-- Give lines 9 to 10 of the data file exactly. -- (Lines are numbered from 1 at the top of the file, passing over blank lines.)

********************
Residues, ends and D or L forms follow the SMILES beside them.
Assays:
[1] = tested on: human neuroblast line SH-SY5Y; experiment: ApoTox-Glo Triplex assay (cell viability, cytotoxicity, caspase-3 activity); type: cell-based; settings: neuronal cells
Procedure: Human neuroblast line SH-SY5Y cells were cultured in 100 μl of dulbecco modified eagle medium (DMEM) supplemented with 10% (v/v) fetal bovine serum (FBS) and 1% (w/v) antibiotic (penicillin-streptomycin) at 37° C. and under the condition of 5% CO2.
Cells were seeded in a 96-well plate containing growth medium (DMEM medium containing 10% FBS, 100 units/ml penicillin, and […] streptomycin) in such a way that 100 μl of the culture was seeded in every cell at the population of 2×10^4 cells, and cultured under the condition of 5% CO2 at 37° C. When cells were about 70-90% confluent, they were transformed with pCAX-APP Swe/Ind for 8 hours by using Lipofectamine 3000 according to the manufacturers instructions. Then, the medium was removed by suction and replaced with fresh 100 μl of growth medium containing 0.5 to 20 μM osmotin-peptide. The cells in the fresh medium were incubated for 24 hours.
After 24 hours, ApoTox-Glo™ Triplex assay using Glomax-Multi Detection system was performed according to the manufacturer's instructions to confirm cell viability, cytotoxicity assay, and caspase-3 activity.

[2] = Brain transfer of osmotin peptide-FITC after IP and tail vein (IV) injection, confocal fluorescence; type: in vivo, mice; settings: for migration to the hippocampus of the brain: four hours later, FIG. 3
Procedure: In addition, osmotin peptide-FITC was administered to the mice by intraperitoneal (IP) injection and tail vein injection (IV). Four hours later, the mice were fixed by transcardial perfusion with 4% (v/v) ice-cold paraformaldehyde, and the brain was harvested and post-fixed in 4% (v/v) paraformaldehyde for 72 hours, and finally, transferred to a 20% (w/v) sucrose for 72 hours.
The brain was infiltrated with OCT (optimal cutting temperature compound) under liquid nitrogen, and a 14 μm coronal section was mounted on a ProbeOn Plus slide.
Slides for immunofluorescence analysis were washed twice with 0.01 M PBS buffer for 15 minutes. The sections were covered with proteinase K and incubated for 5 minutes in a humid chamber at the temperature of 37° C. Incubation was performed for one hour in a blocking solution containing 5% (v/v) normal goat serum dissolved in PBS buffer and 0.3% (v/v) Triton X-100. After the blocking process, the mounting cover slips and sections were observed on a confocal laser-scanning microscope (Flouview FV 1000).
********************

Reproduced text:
The brain was infiltrated with OCT (optimal cutting temperature compound) under liquid nitrogen, and a 14 μm coronal section was mounted on a ProbeOn Plus slide.
Slides for immunofluorescence analysis were washed twice with 0.01 M PBS buffer for 15 minutes. The sections were covered with proteinase K and incubated for 5 minutes in a humid chamber at the temperature of 37° C. Incubation was performed for one hour in a blocking solution containing 5% (v/v) normal goat serum dissolved in PBS buffer and 0.3% (v/v) Triton X-100. After the blocking process, the mounting cover slips and sections were observed on a confocal laser-scanning microscope (Flouview FV 1000).